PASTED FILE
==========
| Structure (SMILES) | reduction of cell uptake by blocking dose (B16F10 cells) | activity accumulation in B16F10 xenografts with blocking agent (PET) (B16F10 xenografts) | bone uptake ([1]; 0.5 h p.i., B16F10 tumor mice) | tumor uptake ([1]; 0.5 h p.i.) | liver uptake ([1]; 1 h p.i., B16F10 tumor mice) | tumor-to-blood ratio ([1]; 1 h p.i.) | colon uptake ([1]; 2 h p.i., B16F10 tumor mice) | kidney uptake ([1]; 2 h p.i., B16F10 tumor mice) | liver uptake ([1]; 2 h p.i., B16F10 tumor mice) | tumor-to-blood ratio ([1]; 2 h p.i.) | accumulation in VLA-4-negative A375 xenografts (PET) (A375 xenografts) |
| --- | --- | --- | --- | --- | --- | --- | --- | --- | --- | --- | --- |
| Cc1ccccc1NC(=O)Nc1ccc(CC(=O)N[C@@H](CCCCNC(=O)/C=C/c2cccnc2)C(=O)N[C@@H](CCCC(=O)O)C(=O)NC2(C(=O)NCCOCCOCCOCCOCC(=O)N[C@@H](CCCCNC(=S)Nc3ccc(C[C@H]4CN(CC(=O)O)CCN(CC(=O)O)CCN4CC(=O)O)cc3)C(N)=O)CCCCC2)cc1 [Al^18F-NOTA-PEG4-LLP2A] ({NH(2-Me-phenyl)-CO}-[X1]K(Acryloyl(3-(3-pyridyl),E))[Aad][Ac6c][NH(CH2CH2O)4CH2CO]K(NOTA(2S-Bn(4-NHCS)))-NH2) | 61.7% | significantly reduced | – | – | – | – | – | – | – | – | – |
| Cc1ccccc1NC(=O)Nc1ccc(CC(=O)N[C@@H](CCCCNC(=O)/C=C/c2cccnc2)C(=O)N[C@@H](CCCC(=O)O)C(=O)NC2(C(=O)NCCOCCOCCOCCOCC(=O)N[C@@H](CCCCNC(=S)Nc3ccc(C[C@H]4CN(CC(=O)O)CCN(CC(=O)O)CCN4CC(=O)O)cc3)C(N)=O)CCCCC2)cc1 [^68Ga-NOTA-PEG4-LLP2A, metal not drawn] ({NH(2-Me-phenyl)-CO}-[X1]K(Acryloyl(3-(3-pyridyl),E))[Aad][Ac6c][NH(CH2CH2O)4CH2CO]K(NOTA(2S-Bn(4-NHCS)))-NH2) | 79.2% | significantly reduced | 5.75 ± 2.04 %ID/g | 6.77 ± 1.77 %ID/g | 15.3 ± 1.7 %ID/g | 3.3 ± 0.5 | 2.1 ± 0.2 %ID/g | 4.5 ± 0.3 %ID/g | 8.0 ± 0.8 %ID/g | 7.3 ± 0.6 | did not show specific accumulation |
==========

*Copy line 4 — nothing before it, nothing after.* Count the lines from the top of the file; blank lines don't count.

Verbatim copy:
| Cc1ccccc1NC(=O)Nc1ccc(CC(=O)N[C@@H](CCCCNC(=O)/C=C/c2cccnc2)C(=O)N[C@@H](CCCC(=O)O)C(=O)NC2(C(=O)NCCOCCOCCOCCOCC(=O)N[C@@H](CCCCNC(=S)Nc3ccc(C[C@H]4CN(CC(=O)O)CCN(CC(=O)O)CCN4CC(=O)O)cc3)C(N)=O)CCCCC2)cc1 [^68Ga-NOTA-PEG4-LLP2A, metal not drawn] ({NH(2-Me-phenyl)-CO}-[X1]K(Acryloyl(3-(3-pyridyl),E))[Aad][Ac6c][NH(CH2CH2O)4CH2CO]K(NOTA(2S-Bn(4-NHCS)))-NH2) | 79.2% | significantly reduced | 5.75 ± 2.04 %ID/g | 6.77 ± 1.77 %ID/g | 15.3 ± 1.7 %ID/g | 3.3 ± 0.5 | 2.1 ± 0.2 %ID/g | 4.5 ± 0.3 %ID/g | 8.0 ± 0.8 %ID/g | 7.3 ± 0.6 | did not show specific accumulation |